|Publication number||US20050229013 A1|
|Application number||US 10/478,701|
|Publication date||Oct 13, 2005|
|Filing date||May 21, 2002|
|Priority date||May 21, 2001|
|Also published as||EP1393305A2, EP1393305A4, WO2002095735A2, WO2002095735A3|
|Publication number||10478701, 478701, PCT/2002/15972, PCT/US/2/015972, PCT/US/2/15972, PCT/US/2002/015972, PCT/US/2002/15972, PCT/US2/015972, PCT/US2/15972, PCT/US2002/015972, PCT/US2002/15972, PCT/US2002015972, PCT/US200215972, PCT/US2015972, PCT/US215972, US 2005/0229013 A1, US 2005/229013 A1, US 20050229013 A1, US 20050229013A1, US 2005229013 A1, US 2005229013A1, US-A1-20050229013, US-A1-2005229013, US2005/0229013A1, US2005/229013A1, US20050229013 A1, US20050229013A1, US2005229013 A1, US2005229013A1|
|Inventors||Stanley Babowicz, John Aquilino|
|Original Assignee||Stanley Babowicz, Aquilino John D|
|Export Citation||BiBTeX, EndNote, RefMan|
|Patent Citations (8), Referenced by (3), Classifications (16)|
|External Links: USPTO, USPTO Assignment, Espacenet|
This invention relates in general to the concealment of digital content recorded on a storage medium such as a compact disc (CD) and, more specifically, to an apparatus and method for recording a CD or other storage medium using a recording drive, such as a CD-R or CD-RW drive, that is connected to a computer and that conceals the stored digital content on the medium from being read by a compact disc read-only memory (CD-ROM) or other digital-based reader or computer device, for example as done when performing digital audio extraction (also known as ripping) of musical content from an audio CD. The apparatus and method of the present invention permit improved control of the usage and copying of published content on physical media by an immediate purchaser while limiting copying and distribution of the content to unauthorized recipients.
Individuals commonly use a recording drive connected to a personal computer to record audio CDs (this process is also known as burning CDs). So-called burning software, such as sold by Adaptec and other companies, is used to control the computer during the CD burning process. The recorded CDs may be made using standard CD-R and CD-RW recordable storage mediums.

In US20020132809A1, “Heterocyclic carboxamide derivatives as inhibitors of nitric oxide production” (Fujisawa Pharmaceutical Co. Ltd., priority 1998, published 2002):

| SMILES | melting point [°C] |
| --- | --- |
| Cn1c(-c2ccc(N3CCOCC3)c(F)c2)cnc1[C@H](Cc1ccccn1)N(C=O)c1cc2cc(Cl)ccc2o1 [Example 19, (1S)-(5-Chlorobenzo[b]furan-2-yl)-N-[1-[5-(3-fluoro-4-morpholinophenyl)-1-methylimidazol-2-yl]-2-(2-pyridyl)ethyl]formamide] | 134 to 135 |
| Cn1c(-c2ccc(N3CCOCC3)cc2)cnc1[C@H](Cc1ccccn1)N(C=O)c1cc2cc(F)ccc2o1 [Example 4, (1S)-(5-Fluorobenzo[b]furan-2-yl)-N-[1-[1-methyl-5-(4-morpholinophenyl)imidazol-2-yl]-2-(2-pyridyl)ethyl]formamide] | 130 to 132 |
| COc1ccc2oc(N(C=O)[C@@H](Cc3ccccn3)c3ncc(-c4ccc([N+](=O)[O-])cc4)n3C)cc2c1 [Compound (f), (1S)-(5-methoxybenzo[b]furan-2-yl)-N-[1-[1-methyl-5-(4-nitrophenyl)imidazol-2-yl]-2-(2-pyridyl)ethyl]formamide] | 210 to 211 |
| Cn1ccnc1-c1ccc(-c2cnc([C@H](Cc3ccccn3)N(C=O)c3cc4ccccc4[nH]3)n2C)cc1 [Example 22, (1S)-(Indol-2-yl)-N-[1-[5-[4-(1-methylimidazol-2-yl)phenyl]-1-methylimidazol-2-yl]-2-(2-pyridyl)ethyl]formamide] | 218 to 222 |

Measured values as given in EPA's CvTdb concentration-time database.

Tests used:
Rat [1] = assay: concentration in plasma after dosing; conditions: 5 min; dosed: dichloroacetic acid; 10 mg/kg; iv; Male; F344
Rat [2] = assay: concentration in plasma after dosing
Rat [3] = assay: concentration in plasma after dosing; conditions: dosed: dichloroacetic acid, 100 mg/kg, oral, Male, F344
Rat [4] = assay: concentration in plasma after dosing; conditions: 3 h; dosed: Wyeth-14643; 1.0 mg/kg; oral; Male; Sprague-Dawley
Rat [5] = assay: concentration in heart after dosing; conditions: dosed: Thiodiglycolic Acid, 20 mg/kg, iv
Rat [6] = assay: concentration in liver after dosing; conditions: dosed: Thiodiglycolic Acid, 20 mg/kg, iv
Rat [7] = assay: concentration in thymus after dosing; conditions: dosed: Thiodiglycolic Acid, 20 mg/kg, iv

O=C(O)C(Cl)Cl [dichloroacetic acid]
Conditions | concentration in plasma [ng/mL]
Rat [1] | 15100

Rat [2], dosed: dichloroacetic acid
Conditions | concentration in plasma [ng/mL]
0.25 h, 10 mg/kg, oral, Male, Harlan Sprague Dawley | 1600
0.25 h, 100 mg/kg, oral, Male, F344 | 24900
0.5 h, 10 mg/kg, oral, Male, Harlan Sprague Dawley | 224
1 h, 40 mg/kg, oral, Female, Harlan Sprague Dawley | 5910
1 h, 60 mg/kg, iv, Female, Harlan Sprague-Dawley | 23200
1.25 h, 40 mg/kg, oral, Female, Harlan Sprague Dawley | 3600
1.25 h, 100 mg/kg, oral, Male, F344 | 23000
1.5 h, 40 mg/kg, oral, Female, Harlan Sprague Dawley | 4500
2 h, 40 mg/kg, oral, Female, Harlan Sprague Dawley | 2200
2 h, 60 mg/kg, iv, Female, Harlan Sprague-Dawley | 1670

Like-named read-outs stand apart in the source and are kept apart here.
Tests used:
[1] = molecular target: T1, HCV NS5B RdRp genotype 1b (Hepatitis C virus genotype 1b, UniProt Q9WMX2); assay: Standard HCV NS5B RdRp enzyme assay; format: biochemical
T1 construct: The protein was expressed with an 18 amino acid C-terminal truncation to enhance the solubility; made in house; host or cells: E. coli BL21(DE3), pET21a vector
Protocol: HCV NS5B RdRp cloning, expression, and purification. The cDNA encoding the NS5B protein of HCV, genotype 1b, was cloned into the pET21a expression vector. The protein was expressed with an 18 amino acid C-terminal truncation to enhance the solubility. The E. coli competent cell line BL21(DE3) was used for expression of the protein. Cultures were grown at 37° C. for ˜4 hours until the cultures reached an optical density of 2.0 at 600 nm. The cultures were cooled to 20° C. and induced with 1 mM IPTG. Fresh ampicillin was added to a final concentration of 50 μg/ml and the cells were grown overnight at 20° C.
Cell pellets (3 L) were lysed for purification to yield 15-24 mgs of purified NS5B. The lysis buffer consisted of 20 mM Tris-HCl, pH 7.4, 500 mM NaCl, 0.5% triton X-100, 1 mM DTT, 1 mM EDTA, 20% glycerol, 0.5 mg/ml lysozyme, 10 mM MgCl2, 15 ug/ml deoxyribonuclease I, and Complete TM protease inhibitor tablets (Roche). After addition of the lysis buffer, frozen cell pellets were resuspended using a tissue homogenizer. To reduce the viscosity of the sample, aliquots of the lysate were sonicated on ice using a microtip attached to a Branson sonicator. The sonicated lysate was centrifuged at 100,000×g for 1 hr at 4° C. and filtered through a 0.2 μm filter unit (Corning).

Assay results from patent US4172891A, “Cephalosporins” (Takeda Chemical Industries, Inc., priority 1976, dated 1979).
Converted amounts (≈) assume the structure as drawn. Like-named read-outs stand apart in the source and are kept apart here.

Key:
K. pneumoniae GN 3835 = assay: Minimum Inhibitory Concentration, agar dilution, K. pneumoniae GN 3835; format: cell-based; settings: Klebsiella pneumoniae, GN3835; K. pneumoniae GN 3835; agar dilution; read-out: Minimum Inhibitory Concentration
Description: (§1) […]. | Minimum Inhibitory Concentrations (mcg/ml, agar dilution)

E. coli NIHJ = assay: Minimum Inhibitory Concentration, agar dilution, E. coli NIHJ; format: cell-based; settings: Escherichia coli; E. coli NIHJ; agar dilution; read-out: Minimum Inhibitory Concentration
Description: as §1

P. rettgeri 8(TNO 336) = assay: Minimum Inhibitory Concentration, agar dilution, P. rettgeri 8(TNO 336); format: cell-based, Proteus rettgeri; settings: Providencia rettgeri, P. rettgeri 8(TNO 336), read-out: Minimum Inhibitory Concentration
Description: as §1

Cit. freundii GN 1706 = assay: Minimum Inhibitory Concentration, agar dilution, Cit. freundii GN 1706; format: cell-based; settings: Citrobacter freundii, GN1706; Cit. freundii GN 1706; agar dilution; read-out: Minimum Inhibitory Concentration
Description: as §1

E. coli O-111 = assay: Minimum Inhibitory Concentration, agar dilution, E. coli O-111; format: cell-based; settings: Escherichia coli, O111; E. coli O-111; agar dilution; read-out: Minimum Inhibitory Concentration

Individuals typically use such recorded CDs to create compilations of music that may be obtained from multiple different sources. Such sources include audio CDs purchased by the individual, MP3 music files downloaded from the Internet, and digital music files using other standard formats. These sources may further include music files obtained under a digital rights management (DRM) system. For example, an individual may purchase several audio CDs and then record selected music tracks from each CD to a newly created compilation CD-R.
A problem with existing CD burning software is that the audio CDs created can be distributed to other individuals who can use the newly-created CD to create yet other audio CDs or additional digital copies of the music content on the CD. Further, existing CD burning software does not use a copy protection mechanism to control the use and/or subsequent copying of such content. In many cases, the individuals receiving a newly-created CD from an original purchaser of the source CD will not be authorized or otherwise have the right to make or distribute copies of the music content. However, audio CDs made using existing burning software will permit unauthorized individuals to use a newly-created CD to upload the music content to an Internet server or other computer for public distribution or to create additional audio CDs that may be improperly distributed.
The music and other entertainment industries have a business interest in promoting sales of CDs and other storage medium containing entertainment content. However, the music and entertainment industries desire to control the burning and handling of CDs by customers in a way that restricts unauthorized distribution to others who have not purchased or acquired a right from the publisher to receive entertainment content.
Thus, there is a need for an audio CD recording system that permits audio CD consumers to make compilation CDs for personal use, but that controls or prevents the unauthorized uploading to the Internet or making of subsequent CD copies using the compilation or other audio CD recorded by the consumer without requiring hardware modifications or modification of the actual data content itself There is a further need for compilation CDs made using this audio CD recording system to retain full playability in audio CD players in order to meet current consumer expectations regarding the use of purchased audio CDs and audio CDs burned from these purchased CDs.